I don't actually plan on telling them either way (in my opinion, they can be rather emotionally neglectful and have absolutely no desire to understand or change their views on mental illness), but, hypothetically, if I ever did want to tell them, how would one put it and when?
Or, how did you tell your family about your mental illness (depression or otherwise), and how did they react? Was it what you expected of them or did it go differently than planned?
I found that people only understand from their level of perception. My mother insists that i need spiritual intervention and that depression is a form of demonic posession. She's unwilling to see it for what it is and I've accepted that.
What puts me off are people who think they get it and start offering unsolicited advice.
My "coming out" was a disaster. I was a heroin addict at the time and my Dad confronted me and wrangled me into rehab. Which to this day I credit him with saving my life. Anyhoo, after that telling them I was depressed was kinda no big deal, ya know? But, we struggled along the way, especially me and my Mom. I blamed her for a lot. And after some counseling I confronted her about a lot. She was devastated, I was devastated. It was a mess. But, we got it cleared up and we are closer now than we ever were. If you love each other you will work it out.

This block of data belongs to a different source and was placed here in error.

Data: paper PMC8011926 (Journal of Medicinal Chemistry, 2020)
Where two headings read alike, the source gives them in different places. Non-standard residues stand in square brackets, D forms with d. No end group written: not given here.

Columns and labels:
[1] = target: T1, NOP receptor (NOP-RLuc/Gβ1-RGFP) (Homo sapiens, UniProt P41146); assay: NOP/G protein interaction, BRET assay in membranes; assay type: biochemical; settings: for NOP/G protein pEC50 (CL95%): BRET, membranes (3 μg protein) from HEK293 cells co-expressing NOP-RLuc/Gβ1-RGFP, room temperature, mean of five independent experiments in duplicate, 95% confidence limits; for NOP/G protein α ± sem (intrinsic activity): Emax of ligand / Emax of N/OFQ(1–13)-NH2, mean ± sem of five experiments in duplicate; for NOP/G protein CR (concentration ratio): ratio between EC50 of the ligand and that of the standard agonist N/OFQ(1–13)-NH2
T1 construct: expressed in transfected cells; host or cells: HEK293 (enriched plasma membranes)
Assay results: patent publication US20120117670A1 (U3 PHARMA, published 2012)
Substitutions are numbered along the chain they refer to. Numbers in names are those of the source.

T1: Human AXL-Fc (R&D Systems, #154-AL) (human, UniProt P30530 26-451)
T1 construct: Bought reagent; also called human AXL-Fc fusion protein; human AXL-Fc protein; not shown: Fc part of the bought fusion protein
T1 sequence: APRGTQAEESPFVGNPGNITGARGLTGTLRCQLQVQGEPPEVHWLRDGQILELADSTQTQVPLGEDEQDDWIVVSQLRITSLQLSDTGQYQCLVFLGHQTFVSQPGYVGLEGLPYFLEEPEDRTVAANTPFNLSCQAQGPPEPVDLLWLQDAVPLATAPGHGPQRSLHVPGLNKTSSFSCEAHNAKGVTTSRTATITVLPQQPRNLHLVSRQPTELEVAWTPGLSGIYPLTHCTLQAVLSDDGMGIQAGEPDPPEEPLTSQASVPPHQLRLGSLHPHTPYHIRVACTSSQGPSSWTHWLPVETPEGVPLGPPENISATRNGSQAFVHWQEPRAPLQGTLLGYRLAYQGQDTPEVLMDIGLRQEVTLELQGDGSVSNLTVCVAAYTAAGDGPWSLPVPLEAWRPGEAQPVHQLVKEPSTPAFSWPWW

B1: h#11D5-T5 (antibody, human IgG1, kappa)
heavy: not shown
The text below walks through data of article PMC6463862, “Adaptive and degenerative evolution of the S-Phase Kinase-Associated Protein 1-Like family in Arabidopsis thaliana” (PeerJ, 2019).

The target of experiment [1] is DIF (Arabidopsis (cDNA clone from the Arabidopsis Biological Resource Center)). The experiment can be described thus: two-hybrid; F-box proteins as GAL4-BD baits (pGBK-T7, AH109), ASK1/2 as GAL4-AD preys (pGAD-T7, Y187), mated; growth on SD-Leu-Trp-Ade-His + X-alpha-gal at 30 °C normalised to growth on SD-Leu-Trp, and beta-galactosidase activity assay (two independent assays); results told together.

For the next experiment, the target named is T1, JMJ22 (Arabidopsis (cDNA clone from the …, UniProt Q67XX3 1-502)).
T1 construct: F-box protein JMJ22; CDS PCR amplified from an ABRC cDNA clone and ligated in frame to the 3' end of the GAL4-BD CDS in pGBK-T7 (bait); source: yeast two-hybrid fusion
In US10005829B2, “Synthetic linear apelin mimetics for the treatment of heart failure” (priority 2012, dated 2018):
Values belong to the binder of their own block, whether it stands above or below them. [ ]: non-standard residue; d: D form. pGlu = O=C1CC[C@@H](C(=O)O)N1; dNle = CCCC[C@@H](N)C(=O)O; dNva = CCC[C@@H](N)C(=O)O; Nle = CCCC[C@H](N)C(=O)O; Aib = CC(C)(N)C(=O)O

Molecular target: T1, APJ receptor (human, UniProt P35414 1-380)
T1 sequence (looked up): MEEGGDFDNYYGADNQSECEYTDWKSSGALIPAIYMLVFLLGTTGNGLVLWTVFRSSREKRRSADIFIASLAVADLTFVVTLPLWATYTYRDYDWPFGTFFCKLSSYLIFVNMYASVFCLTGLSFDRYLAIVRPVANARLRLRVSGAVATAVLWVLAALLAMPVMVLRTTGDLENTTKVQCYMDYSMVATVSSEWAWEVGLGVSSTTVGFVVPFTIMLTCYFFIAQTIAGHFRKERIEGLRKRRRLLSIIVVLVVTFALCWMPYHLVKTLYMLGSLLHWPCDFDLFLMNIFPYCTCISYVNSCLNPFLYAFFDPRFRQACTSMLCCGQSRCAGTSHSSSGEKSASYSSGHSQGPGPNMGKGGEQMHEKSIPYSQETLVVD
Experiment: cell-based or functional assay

My parents never knew about my anxiety and depression when I was a child. Heck I didn't even know it because I didn't know what my feelings meant. Only this year I started seeing that I have a real problem, and got medication, and then talked to my mom about it. I always talk to my mom about everything. She wasn't heavily surprised or empathetic in her reaction, but I think it's because it runs in the family. My grandma suffers from depression, and I think my mom suffers a little from anxiety, so it was easy to be open about it. But once I told a story about a funny event I had with an anxiety pill, and she was furious about it, and it definitely made things worse for me. So I think it depends on what angle you take it from.
People don't understand until it happens to them.